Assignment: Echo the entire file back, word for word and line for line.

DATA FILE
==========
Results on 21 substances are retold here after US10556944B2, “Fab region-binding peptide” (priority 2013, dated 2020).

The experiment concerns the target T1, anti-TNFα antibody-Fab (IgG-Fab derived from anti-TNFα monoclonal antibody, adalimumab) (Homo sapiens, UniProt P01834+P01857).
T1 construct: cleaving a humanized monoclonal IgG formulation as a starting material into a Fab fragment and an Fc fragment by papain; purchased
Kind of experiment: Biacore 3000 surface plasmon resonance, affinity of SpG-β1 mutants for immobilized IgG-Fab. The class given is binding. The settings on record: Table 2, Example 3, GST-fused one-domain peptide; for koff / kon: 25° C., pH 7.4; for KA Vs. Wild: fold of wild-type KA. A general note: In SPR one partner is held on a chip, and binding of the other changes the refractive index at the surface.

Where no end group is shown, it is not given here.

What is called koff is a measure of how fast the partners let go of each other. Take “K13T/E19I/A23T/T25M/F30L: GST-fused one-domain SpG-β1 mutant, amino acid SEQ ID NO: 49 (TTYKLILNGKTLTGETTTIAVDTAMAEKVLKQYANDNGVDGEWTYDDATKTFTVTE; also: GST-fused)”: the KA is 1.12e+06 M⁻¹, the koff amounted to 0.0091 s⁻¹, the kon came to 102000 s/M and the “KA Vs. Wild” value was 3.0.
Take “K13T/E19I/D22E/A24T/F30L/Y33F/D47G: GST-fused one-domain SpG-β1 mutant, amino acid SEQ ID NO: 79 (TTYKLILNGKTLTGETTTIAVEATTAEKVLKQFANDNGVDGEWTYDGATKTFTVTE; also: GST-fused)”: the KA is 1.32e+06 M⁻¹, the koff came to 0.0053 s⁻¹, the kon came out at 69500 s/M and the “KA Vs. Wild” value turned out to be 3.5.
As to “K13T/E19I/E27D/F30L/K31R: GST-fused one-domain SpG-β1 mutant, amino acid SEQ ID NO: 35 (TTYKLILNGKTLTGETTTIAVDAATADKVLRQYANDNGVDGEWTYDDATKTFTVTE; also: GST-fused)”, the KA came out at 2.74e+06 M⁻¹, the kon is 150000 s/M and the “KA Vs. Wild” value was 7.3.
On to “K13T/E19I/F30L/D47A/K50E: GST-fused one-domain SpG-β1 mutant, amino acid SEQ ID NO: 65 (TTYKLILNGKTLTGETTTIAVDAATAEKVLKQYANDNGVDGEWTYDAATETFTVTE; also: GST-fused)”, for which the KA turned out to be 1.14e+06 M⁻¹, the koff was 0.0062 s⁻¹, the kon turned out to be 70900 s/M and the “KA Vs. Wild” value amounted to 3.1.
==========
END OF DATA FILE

Results on 21 substances are retold here after US10556944B2, “Fab region-binding peptide” (priority 2013, dated 2020).

The experiment concerns the target T1, anti-TNFα antibody-Fab (IgG-Fab derived from anti-TNFα monoclonal antibody, adalimumab) (Homo sapiens, UniProt P01834+P01857).
T1 construct: cleaving a humanized monoclonal IgG formulation as a starting material into a Fab fragment and an Fc fragment by papain; purchased
Kind of experiment: Biacore 3000 surface plasmon resonance, affinity of SpG-β1 mutants for immobilized IgG-Fab. The class given is binding. The settings on record: Table 2, Example 3, GST-fused one-domain peptide; for koff / kon: 25° C., pH 7.4; for KA Vs. Wild: fold of wild-type KA. A general note: In SPR one partner is held on a chip, and binding of the other changes the refractive index at the surface.

Where no end group is shown, it is not given here.

What is called koff is a measure of how fast the partners let go of each other. Take “K13T/E19I/A23T/T25M/F30L: GST-fused one-domain SpG-β1 mutant, amino acid SEQ ID NO: 49 (TTYKLILNGKTLTGETTTIAVDTAMAEKVLKQYANDNGVDGEWTYDDATKTFTVTE; also: GST-fused)”: the KA is 1.12e+06 M⁻¹, the koff amounted to 0.0091 s⁻¹, the kon came to 102000 s/M and the “KA Vs. Wild” value was 3.0.
Take “K13T/E19I/D22E/A24T/F30L/Y33F/D47G: GST-fused one-domain SpG-β1 mutant, amino acid SEQ ID NO: 79 (TTYKLILNGKTLTGETTTIAVEATTAEKVLKQFANDNGVDGEWTYDGATKTFTVTE; also: GST-fused)”: the KA is 1.32e+06 M⁻¹, the koff came to 0.0053 s⁻¹, the kon came out at 69500 s/M and the “KA Vs. Wild” value turned out to be 3.5.
As to “K13T/E19I/E27D/F30L/K31R: GST-fused one-domain SpG-β1 mutant, amino acid SEQ ID NO: 35 (TTYKLILNGKTLTGETTTIAVDAATADKVLRQYANDNGVDGEWTYDDATKTFTVTE; also: GST-fused)”, the KA came out at 2.74e+06 M⁻¹, the kon is 150000 s/M and the “KA Vs. Wild” value was 7.3.
On to “K13T/E19I/F30L/D47A/K50E: GST-fused one-domain SpG-β1 mutant, amino acid SEQ ID NO: 65 (TTYKLILNGKTLTGETTTIAVDAATAEKVLKQYANDNGVDGEWTYDAATETFTVTE; also: GST-fused)”, for which the KA turned out to be 1.14e+06 M⁻¹, the koff was 0.0062 s⁻¹, the kon turned out to be 70900 s/M and the “KA Vs. Wild” value amounted to 3.1.